Let’s start by taking a look at the flows of the average American household:
The Average American Household – $53,708 in spending (73% of total income)
The average U.S. household has 2.5 people (1.3 income earners, 0.6 children, and 0.4 seniors)
As you can see above the average household generates $73,574 of total inflows, with 84.4% of that coming from salary, and smaller portions coming from social security (11.3%), dividends and property (2.6%), and other income (1.7%).
In terms of money going out, the highest allocation goes to housing (22.1% of spending), while gas and insurance (9.0%), household (7.7%), and vehicles (7.5%) make up the next largest categories.
Interestingly, the average U.S. household also says it is saving just short of $10,000 per year.
The Bottom 20% – $25,525 in spending (100% of total income)
These contain an average of 1.6 people (0.5 income earners, 0.3 children, and 0.4 seniors)
How do the inflows and outflows of the average American household compare to the lowest income quintile?
Here, the top-level statistic tells much of the story, as the poorest income group in America must spend 100% of money coming in to make ends meet. Further, cash comes in from many different sources, showing that there are fewer dependable sources of income for families to rely on.
For expenditures, this group spends the most on housing (24.8% of spending), while other top costs of living include food at home (10.1%), gas and insurance (7.9%), health insurance (6.9%), and household costs (6.9%).
The Highest 20% – $99,639 in spending (53% of total income)
These contain an average of 3.1 people (2.1 income earners, 0.8 children, and 0.2 seniors)
The wealthiest household segment brings in $188,102 in total income on average, with salaries (92.1%) being the top source of inflows.
This group spends just over half of its income, with top expenses being housing (21.6%), vehicles (8.3%), household costs (8.2%), gas and insurance (8.2%), and entertainment (6.9%).
The highest quintile pays just short of $40,000 in federal, state, and local taxes per year, and is also able to contribute roughly $50,000 to savings each year.
Spending Over Time
For a fascinating look at how household spending has changed over time, don’t forget to check out our previous post that charts 75 years of data on how Americans spend money.
Stock Market Returns Over Different Time Periods (1872-2018)
In any given year, the stock market can be a crapshoot – but over long periods of time, the U.S. market has consistently performed for investors.
Putting hard-earned money in the stock market can make some people nervous.
It’s well known that a correction can occur at any time, and the fear of market crashes can make even the most seasoned investors to make questionable decisions.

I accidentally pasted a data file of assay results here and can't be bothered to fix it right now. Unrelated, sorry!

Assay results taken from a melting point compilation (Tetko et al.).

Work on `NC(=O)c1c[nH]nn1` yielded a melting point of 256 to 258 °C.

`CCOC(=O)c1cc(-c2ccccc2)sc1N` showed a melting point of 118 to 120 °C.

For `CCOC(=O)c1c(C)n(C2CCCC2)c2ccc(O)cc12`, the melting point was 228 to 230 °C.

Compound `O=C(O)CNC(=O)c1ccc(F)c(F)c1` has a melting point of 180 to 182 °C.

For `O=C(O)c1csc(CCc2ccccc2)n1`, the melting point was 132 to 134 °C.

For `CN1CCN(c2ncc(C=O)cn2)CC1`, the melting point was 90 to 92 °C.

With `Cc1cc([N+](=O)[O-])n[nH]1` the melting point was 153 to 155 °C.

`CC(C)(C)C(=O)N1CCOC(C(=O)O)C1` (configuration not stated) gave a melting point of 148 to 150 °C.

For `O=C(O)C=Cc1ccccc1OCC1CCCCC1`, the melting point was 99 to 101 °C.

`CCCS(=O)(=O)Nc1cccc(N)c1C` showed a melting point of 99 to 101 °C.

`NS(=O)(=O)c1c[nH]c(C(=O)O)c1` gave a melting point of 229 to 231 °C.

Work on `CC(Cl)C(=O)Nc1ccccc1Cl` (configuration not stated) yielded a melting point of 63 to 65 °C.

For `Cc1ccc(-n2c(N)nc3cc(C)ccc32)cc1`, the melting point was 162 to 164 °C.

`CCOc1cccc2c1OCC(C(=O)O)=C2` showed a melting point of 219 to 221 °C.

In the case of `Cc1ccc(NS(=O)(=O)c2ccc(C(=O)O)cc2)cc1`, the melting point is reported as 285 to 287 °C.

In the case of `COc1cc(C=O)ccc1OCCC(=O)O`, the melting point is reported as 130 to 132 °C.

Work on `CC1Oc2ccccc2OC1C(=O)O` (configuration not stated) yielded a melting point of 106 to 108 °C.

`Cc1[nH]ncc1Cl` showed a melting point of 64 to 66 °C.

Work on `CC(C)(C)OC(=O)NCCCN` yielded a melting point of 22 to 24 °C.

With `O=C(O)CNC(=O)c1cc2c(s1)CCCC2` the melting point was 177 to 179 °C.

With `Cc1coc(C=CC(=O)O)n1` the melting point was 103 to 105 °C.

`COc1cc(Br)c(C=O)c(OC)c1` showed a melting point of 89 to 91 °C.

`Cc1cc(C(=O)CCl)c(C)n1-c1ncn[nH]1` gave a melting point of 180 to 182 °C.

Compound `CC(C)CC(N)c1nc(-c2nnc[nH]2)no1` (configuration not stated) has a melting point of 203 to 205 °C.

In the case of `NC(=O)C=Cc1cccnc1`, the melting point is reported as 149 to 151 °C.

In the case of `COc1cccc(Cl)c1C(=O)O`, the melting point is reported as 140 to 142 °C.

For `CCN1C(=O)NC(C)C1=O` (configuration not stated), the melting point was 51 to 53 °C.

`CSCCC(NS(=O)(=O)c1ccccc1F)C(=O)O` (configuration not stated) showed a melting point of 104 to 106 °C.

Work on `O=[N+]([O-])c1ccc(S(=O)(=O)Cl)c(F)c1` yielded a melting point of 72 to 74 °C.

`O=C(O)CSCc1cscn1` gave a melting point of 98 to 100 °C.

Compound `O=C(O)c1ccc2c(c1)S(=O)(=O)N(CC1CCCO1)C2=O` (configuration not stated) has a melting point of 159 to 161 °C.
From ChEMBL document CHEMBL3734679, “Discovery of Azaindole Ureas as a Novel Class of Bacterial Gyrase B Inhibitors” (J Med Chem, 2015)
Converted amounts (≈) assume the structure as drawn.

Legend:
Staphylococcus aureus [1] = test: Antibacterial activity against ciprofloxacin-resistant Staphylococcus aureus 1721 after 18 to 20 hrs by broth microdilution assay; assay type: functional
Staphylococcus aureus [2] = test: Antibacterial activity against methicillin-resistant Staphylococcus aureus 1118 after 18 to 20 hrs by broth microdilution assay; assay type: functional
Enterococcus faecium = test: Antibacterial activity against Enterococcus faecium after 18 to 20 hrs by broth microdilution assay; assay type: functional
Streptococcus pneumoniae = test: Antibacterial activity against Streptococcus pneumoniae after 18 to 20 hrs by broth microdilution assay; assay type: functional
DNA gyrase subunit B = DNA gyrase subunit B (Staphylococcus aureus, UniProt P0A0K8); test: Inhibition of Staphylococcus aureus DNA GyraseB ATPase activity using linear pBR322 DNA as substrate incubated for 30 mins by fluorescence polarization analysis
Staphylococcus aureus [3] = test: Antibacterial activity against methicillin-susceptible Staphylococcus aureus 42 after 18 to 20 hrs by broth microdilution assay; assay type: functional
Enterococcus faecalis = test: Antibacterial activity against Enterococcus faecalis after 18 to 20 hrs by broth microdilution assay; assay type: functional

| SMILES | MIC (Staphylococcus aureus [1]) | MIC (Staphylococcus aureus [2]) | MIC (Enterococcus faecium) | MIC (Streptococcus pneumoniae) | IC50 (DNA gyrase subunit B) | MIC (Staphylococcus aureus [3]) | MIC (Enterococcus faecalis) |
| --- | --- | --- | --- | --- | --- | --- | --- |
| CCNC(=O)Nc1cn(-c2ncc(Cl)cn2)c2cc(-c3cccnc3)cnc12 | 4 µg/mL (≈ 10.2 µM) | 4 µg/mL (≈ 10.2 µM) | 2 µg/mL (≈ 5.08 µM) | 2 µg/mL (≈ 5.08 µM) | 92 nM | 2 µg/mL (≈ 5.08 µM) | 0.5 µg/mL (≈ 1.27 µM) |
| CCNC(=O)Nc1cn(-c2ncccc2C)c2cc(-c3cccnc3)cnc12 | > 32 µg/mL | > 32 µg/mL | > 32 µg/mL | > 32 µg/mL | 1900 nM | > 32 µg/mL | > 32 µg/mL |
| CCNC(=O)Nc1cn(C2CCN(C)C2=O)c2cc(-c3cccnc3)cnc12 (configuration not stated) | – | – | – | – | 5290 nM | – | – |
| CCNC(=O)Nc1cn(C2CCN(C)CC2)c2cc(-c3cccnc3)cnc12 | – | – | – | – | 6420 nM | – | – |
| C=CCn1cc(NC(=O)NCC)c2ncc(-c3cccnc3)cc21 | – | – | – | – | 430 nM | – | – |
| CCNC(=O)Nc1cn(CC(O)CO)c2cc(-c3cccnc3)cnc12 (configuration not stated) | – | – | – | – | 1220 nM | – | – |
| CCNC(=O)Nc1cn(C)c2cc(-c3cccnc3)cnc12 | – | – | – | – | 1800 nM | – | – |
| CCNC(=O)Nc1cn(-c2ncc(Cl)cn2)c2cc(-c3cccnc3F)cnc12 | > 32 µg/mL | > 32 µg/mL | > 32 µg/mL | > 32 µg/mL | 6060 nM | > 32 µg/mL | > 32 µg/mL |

While it’s true that putting your money on the line is never easy, the historical record of the stock market is virtually irrefutable: U.S. markets have consistently performed over long holding periods, even going back to the 19th century.
Market Performance (1872-2018)
Today’s animation comes to us from The Measure of a Plan, and it shows the performance of the U.S. market over different rolling time horizons using annualized returns.
Note: The animation uses real total returns from the S&P Composite Index from 1872 to 1957, and then the S&P 500 Index from 1957 onwards. Data has been adjusted for reinvestment of dividends as well as inflation.
Using just one-year intervals of time, the market can be a crapshoot. Unfortunately, if you were to just choose a one-year period at random, there would be a significant chance of losing money.
However, as the timeframes get longer – the animation goes to 5-year, 10-year, and then 20-year rolling periods – the frequency of losses rapidly decreases. By the time you get to the 20-year windows, there isn’t a single instance in which the market had a negative return.
Why Time Matters
Over 146 years of data, the chance of seeing negative returns for any given year is about 31%.
That fact in itself is quite alarming, but even more important to note is the distribution of returns in those down years. As you can see in the following chart also from The Measure of a Plan, it’s not uncommon for a down year to skew in the high negatives, just as it did during the crisis of 2008:
According to the data, there have been 10 individual years where the market has lost upwards of 20% – and while those off years are greatly outnumbered by the years with positive returns, it makes it clear that timeframe matters.
Past performance obviously doesn’t guarantee future results, but the historical track record in this case is quite robust.
Long-term investors can see that as long as their time horizon is measured in the decades, you can take the odds of making money in the stock market to the bank.